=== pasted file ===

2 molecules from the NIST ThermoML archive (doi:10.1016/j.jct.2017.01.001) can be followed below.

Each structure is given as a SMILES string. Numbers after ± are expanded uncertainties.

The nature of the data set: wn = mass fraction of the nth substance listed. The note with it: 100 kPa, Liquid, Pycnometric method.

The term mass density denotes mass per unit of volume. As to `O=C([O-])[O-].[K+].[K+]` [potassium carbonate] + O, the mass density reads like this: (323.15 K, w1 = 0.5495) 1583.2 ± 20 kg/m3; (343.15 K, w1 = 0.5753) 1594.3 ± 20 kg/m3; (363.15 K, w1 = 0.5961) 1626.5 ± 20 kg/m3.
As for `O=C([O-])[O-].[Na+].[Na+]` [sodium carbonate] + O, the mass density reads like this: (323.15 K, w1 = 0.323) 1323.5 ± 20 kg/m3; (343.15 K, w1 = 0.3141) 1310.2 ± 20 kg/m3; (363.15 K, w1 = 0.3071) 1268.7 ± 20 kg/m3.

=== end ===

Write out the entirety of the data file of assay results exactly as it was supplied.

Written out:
2 molecules from the NIST ThermoML archive (doi:10.1016/j.jct.2017.01.001) can be followed below.

Each structure is given as a SMILES string. Numbers after ± are expanded uncertainties.

The nature of the data set: wn = mass fraction of the nth substance listed. The note with it: 100 kPa, Liquid, Pycnometric method.

The term mass density denotes mass per unit of volume. As to `O=C([O-])[O-].[K+].[K+]` [potassium carbonate] + O, the mass density reads like this: (323.15 K, w1 = 0.5495) 1583.2 ± 20 kg/m3; (343.15 K, w1 = 0.5753) 1594.3 ± 20 kg/m3; (363.15 K, w1 = 0.5961) 1626.5 ± 20 kg/m3.
As for `O=C([O-])[O-].[Na+].[Na+]` [sodium carbonate] + O, the mass density reads like this: (323.15 K, w1 = 0.323) 1323.5 ± 20 kg/m3; (343.15 K, w1 = 0.3141) 1310.2 ± 20 kg/m3; (363.15 K, w1 = 0.3071) 1268.7 ± 20 kg/m3.